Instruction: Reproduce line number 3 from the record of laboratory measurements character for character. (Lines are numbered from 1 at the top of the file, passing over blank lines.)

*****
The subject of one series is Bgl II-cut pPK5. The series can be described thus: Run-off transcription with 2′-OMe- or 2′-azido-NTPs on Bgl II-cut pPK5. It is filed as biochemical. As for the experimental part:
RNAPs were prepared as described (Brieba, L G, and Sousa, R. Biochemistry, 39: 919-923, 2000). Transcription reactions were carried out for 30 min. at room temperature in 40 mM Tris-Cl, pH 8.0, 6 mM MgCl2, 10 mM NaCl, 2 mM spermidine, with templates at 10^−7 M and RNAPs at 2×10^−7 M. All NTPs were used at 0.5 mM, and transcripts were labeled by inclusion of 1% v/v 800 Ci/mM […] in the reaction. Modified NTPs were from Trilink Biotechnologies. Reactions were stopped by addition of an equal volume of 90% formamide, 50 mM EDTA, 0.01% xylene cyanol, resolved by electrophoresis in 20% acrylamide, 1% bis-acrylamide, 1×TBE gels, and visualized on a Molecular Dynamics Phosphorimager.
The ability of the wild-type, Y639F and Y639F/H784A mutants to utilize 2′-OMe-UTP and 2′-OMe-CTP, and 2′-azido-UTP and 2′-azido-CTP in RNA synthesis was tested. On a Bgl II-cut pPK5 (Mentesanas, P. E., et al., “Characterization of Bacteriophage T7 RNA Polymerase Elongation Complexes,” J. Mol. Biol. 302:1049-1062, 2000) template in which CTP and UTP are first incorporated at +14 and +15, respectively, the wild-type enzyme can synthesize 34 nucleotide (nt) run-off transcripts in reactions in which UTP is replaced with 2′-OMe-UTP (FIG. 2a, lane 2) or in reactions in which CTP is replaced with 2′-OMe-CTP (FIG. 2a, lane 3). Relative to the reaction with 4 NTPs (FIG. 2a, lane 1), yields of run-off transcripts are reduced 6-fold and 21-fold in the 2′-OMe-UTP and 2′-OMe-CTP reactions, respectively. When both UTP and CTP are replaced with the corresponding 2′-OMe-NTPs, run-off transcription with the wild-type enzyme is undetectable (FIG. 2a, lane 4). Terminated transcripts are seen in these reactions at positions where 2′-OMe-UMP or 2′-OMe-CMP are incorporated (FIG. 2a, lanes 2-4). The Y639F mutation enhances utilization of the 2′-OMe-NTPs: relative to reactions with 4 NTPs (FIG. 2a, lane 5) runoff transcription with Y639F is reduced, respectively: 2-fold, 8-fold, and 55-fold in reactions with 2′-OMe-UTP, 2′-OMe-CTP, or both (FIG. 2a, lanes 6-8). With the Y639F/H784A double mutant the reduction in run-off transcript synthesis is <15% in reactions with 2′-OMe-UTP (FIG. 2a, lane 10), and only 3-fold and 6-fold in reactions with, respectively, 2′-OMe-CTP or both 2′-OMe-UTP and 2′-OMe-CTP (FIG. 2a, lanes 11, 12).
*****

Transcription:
The ability of the wild-type, Y639F and Y639F/H784A mutants to utilize 2′-OMe-UTP and 2′-OMe-CTP, and 2′-azido-UTP and 2′-azido-CTP in RNA synthesis was tested. On a Bgl II-cut pPK5 (Mentesanas, P. E., et al., “Characterization of Bacteriophage T7 RNA Polymerase Elongation Complexes,” J. Mol. Biol. 302:1049-1062, 2000) template in which CTP and UTP are first incorporated at +14 and +15, respectively, the wild-type enzyme can synthesize 34 nucleotide (nt) run-off transcripts in reactions in which UTP is replaced with 2′-OMe-UTP (FIG. 2a, lane 2) or in reactions in which CTP is replaced with 2′-OMe-CTP (FIG. 2a, lane 3). Relative to the reaction with 4 NTPs (FIG. 2a, lane 1), yields of run-off transcripts are reduced 6-fold and 21-fold in the 2′-OMe-UTP and 2′-OMe-CTP reactions, respectively. When both UTP and CTP are replaced with the corresponding 2′-OMe-NTPs, run-off transcription with the wild-type enzyme is undetectable (FIG. 2a, lane 4). Terminated transcripts are seen in these reactions at positions where 2′-OMe-UMP or 2′-OMe-CMP are incorporated (FIG. 2a, lanes 2-4). The Y639F mutation enhances utilization of the 2′-OMe-NTPs: relative to reactions with 4 NTPs (FIG. 2a, lane 5) runoff transcription with Y639F is reduced, respectively: 2-fold, 8-fold, and 55-fold in reactions with 2′-OMe-UTP, 2′-OMe-CTP, or both (FIG. 2a, lanes 6-8). With the Y639F/H784A double mutant the reduction in run-off transcript synthesis is <15% in reactions with 2′-OMe-UTP (FIG. 2a, lane 10), and only 3-fold and 6-fold in reactions with, respectively, 2′-OMe-CTP or both 2′-OMe-UTP and 2′-OMe-CTP (FIG. 2a, lanes 11, 12).